Connie Major, 37, of Santa Ana got the message about seat belts from her son, Sage, 7, who asked why he had to buckle up in the car and she didn't. Now she's trying to send that message to everyone.
And although Major likes to use the word "aggressive," she became downright pushy, getting people to donate money, billboard space, bus stop bench space, videotaping and, most of all, volunteer help to pass the word to buckle up.
In the last year, she has convinced the California Highway Patrol, the Santa Ana Police Department, the Automobile Club, the state Department of Traffic and Safety and other safety conscious organizations to pitch in.
And that includes all the principals and teachers in the Santa Ana School District, who are helping pass the word to their students, an action promoted by her through the Santa Ana PTA Council.
"She just doesn't take no for an answer," said Kim Salcedo, co-president of the PTA Council.
That's hardly her image from high school days when Major said she was too shy to even run for elective office. "I was named Miss Photogenic once and that really gave me a boost," said Major, a Cal State Long Beach graduate and a nonstop worker who discovered that finding the right person is the key to raising funds.
"After I found that person, I got a $5,000 grant," she said. "It was easy. I just told him how worthy the project was."
In addition to work with Cub Scouts, Girl Scouts, PTA council, Heritage Board, Little League and attending Santa Ana City Council meetings, Major earns money baby-sitting while caring for her three children. Besides Sage, she has a son, Kale, 3, and a daughter, Poppy, 5.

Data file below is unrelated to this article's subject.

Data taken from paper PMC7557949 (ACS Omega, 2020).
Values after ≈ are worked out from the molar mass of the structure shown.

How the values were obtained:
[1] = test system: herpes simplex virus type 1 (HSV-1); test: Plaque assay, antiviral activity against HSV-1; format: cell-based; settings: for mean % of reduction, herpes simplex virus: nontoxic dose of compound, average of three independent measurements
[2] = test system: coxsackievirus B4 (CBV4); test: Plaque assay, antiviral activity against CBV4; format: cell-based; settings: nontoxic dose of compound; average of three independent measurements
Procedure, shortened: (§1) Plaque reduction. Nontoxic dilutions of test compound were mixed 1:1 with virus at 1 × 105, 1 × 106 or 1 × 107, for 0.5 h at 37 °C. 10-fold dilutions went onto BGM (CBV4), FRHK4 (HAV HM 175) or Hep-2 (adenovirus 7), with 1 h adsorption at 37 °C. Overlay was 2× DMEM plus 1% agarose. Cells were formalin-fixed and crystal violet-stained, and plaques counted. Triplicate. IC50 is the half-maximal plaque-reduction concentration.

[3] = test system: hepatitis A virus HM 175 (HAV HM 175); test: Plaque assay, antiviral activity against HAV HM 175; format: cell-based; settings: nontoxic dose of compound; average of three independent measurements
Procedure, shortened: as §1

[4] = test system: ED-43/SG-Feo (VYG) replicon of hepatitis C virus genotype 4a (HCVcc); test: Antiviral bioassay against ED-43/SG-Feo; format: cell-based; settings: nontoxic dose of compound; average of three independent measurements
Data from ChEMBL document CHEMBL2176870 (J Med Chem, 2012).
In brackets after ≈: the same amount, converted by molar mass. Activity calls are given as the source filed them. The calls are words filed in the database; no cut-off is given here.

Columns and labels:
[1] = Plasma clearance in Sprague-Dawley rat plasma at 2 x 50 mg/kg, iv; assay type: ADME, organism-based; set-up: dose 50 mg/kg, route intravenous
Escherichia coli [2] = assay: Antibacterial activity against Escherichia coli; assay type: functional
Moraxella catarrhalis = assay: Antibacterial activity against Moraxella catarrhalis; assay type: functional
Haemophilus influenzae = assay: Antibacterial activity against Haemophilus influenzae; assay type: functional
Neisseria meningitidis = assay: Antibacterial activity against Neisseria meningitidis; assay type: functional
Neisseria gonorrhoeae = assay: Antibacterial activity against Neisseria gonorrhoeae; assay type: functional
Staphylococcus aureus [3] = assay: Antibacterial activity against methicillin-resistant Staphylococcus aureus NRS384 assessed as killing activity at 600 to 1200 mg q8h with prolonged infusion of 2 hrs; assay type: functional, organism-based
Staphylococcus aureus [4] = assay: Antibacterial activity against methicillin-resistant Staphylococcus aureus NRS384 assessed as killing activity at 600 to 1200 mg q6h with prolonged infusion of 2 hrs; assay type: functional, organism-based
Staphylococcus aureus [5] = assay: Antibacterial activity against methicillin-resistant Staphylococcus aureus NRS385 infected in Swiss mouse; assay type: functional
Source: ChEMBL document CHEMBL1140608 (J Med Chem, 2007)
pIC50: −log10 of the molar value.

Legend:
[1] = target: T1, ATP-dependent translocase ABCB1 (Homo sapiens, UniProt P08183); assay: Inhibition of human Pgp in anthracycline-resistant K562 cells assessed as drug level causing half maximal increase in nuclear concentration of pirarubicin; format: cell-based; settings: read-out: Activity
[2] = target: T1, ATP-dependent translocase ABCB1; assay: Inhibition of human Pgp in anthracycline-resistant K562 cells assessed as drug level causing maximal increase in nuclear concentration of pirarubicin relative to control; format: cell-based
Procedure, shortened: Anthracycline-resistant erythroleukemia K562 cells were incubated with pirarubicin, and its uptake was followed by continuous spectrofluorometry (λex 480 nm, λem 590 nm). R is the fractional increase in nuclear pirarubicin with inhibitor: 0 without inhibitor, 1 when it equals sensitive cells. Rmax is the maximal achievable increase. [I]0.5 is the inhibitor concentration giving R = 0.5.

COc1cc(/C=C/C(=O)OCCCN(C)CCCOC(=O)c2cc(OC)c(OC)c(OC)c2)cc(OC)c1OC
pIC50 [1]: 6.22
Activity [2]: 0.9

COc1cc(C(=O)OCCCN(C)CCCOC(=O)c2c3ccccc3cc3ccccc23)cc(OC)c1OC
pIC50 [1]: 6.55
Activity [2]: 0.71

"I love the involvement," she said. "I would rather be on the telephone or at a meeting than standing in front of my sink washing dishes. When I need help I ask my children and husband (Pete Major) to pitch in."
Another reason she chose the buckle up campagn, she said, was "It's something no one can be against."
One of the Spanish language teachers at Corona del Mar High School has a license plate with pez on it, the Spanish word for fish. And wouldn't you know Kenneth A. Fish, 45, is also the surfing coach there.
The price and gourmet food are hard to beat, considering you get a complete meal for $2. It's all cooked up by master chef Christopher Coote, formerly of London, who prepares such delicacies as lamb shanks boulanagere , supreme de volaille paprika saute of chicken, fricassee de veal Marengo and sliced ham on champagne sauce.
What's the catch? It's served to the public in a hospital dining room from 4:30 to 6 p.m. on Fridays. The only requirement? You have to be about 60 or older.
"We do understand it's hard for seniors to get a resonably priced good meal," said John Alcantar, director of food at Healthcare Medical Center in Tustin, where the meals are served to about 100 diners each Friday. "We're losing money on this but it's our way of showing concern for the community."
He said Healthcare may be the only hospital in Orange County actively seeking dining room customers.
"You certainly don't see many people walking into a hospital to eat dinner," said Margo Sanchez, Healthcare marketing director. Besides it being a community project, she added, "We're trying to change the opinion people have of hospital food."
When her son, Steven, came home from school after the shuttle tragedy, Patti Kay Tripoli suggested that he describe his unhappy feelings in a poem and that she would help. It's called "The Shuttle":
I sat in my school and on the intercom appeared
A voice torn and shattered,
A voice full of fear: 'The shuttle and the seven astronauts are gone.' A chill went down my spine and I knew something was wrong,
I picked up my backpack
And as I came home to mom, her eyes filled with tears.
The news of the shuttle became very clear.
I guess they accomplished what they set out to do.
They brought the world closer and filled our hearts too. Now, as they rest comfortably in heaven,
We'll never forget those courageous seven.
This poem from my heart and the heart of all children
Is all we have to give to the astronauts' families
And our country, in which we live. Steven, who is 7, is in a first-second grade class for gifted students at Taft Elementary School and also attends Orange Coast College for a Saturday computer programming class.